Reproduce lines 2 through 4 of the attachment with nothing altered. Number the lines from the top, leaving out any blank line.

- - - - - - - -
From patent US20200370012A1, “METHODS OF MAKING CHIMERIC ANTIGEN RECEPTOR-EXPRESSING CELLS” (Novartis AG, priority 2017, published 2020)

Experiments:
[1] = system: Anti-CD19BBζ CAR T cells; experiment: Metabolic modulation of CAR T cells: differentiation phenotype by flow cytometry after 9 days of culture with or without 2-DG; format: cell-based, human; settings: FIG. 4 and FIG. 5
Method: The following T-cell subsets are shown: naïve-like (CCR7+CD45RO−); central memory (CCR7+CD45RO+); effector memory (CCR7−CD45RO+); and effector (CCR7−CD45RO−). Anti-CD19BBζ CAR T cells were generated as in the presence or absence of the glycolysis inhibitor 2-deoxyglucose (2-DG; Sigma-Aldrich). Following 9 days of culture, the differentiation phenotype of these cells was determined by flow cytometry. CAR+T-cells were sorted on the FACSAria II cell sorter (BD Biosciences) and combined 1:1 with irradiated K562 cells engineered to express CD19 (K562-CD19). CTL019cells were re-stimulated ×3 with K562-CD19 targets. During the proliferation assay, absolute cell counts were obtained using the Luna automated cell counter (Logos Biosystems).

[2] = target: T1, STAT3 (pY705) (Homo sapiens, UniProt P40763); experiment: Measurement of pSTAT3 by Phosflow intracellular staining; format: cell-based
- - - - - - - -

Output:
Experiments:
[1] = system: Anti-CD19BBζ CAR T cells; experiment: Metabolic modulation of CAR T cells: differentiation phenotype by flow cytometry after 9 days of culture with or without 2-DG; format: cell-based, human; settings: FIG. 4 and FIG. 5
Method: The following T-cell subsets are shown: naïve-like (CCR7+CD45RO−); central memory (CCR7+CD45RO+); effector memory (CCR7−CD45RO+); and effector (CCR7−CD45RO−). Anti-CD19BBζ CAR T cells were generated as in the presence or absence of the glycolysis inhibitor 2-deoxyglucose (2-DG; Sigma-Aldrich). Following 9 days of culture, the differentiation phenotype of these cells was determined by flow cytometry. CAR+T-cells were sorted on the FACSAria II cell sorter (BD Biosciences) and combined 1:1 with irradiated K562 cells engineered to express CD19 (K562-CD19). CTL019cells were re-stimulated ×3 with K562-CD19 targets. During the proliferation assay, absolute cell counts were obtained using the Luna automated cell counter (Logos Biosystems).